16th Aug 2018

National Median House Price – What It Doesn’t Tell Us

It has become a familiar headline that the Australian property market, in general, is overvalued, however it’s important to understand that our market is made up of many distinct and often unique sub-markets which comprise states, capital cities, regions within capital cities, individual suburbs and so on.

The following Bloomberg table ‘From Boom to Burden’ provided an interesting starting point in looking at Country GDP versus Total Value of Housing Assets in each particular country.  In undertaking this analysis, I then incorporated the March 2018 ABS data to further breakdown housing market trends for the three states within Australia being New South Wales, Victoria and Western Australia.

Based on the Australian GDP being approximately $1.7 trillion and the total housing assets assessed at $6.91 trillion the state figures were calculated as follows:




Total Housing Value

New South Wales

$556.2 billion

$2.77 trillion


$425.9 billion

$1.93 trillion

Western Australia

$200.2 billion

$0.577 trillion

The headline that falls out of the above first table is that Australia’s real estate nationally is just over four times the GDP, with the next closest being New Zealand and the UK, Canada and USA coming in at just over one times their GDP.

In further calculations, I then analysed the break down of figures into the key Australian states of Victoria and New South Wales and compared these numbers to Western Australia’s figures.  The results were significant with New South Wales showing a massive 4.98 times the GDP for that state.  Victoria was closely following with 4.53 times the GDP and Western Australia’s result was calculated at 2.88 times the GDP.  The result shows that New South Wales is 73% higher than Western Australia which is significant.

To build a stronger picture of this trend in data that affects real estate performance is in looking at the ratio of average income to the median house value.

Nationally, Australia has an average income of $81,530 per annum and the average Australian house value is $687,700.  This shows there is 8.43 times of income to the average house value.  When we again break down the numbers using ABS figures and state averages, there is further evidence of a firm pattern with the data from the three states we are looking at in the following table:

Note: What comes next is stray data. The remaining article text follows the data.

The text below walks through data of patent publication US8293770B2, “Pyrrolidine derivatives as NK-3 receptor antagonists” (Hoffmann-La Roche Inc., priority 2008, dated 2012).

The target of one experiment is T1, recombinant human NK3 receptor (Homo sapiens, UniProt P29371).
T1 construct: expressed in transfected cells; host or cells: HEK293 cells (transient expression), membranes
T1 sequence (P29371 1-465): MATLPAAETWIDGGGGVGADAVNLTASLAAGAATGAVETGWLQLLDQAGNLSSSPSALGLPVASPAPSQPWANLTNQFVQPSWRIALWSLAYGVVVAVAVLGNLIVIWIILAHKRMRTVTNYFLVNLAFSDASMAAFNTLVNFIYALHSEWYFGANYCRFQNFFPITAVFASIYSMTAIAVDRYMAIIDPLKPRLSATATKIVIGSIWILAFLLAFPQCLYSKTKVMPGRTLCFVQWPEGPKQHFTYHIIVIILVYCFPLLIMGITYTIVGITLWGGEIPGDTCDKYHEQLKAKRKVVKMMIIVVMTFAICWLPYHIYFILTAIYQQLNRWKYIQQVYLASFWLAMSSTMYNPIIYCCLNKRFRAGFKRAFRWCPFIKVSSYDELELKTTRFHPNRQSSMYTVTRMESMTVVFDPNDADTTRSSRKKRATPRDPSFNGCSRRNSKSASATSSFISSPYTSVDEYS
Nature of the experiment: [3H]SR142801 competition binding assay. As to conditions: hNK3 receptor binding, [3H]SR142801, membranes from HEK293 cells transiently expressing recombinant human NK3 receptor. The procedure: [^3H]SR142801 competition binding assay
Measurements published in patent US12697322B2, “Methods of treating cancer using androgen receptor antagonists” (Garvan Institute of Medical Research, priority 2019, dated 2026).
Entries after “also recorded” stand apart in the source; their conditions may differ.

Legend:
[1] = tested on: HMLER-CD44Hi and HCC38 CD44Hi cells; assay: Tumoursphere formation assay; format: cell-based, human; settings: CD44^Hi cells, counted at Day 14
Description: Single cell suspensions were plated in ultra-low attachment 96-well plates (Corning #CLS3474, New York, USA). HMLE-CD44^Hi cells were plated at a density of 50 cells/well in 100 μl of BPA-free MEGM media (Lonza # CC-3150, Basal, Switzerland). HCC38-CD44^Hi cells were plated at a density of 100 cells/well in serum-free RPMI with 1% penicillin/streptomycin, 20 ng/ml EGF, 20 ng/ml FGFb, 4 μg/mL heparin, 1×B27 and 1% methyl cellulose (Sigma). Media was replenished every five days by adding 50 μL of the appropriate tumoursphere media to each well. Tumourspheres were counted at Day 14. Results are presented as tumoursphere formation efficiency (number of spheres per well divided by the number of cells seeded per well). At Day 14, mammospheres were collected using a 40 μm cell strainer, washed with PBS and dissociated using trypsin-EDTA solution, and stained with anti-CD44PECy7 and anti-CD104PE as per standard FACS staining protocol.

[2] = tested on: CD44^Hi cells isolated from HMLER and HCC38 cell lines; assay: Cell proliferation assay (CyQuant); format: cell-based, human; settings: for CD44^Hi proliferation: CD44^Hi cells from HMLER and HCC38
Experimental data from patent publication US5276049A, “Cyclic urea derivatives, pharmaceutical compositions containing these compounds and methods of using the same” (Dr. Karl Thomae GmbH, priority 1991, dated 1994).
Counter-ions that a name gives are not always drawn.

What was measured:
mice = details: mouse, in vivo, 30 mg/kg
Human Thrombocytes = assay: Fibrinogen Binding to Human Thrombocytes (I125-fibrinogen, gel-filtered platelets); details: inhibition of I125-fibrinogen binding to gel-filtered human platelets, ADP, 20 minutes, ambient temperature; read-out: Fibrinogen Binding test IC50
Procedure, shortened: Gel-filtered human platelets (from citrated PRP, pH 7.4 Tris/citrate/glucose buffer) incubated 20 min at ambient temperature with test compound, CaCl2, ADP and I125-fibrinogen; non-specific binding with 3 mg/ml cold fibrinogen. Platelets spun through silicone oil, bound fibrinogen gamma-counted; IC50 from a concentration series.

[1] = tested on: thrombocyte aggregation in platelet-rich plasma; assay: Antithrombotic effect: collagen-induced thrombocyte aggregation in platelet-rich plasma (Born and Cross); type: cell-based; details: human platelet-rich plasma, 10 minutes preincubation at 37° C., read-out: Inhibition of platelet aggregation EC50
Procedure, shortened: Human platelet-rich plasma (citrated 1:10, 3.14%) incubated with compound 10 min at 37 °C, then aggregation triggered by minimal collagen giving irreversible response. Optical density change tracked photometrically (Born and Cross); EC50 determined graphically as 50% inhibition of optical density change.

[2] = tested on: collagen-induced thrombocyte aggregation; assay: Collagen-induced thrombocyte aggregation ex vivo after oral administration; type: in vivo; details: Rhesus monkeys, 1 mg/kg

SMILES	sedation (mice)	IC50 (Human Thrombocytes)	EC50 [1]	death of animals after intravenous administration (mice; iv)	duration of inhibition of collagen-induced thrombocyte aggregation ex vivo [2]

Median House Value

New South Wales






Western Australia



The above figures show that New South Wales is 10.8 times, Victoria 9.4 times and Western Australia is 5.8 times their average income to the average house value.

When we compare these results to other cities around the world, we can see that both Sydney and Melbourne are quite high however Perth is shown to be very affordable by comparison, as highlighted in the table below:

It is important to refrain from paying too much notice to headline-grabbing figures that tend to be sensationalised by the media as property markets perform in many sectors and sub-markets.  It is in understanding how to interpret this data and the various market trends that provides the key to successfully understanding the property market.  This will then help in the decision-making process to identifying the right property in the right area and buying at the right time, a smart buying decision will deliver a healthy financial real estate asset over time.

In looking at the above figures, I believe that the Perth property market is poised for growth and provides an enticing buying opportunity for savvy investors.  It is considerably more affordable than Australia’s east coast markets of New South Wales and Victoria and on the back of improving economic and housing data, it is likely to out-perform many of the other Australian markets over the next few years.  

Historically, the last property boom experienced in Perth started in 2005 following the slowing of the Sydney market which saw their boom end in 2003.  Sydney values plateaued for almost a decade after.  Perth’s market then showed solid growth from 2005 to 2007, this was on the back of no mining boom however housing was cheap and development had slowed for the previous 5 to 7 yeas which had left some residual pent-up demand.  During this time, investors also arrived from the eastern states with money shifting between borders.  If history repeats, the Perth market could experience some solid growth over the next 2 to 3 years, not in the extremes of a boom but I would expect to see some solid gains particularly within select areas of the Perth housing market.

LMW can assist you with your property decisions.  To discuss your individual requirements or the property services offered by LMW, please contact Rod Davidson, Director LMW on 0414 906 810 or email rod.davidson@lmw.com.au for a no-obligation discussion.

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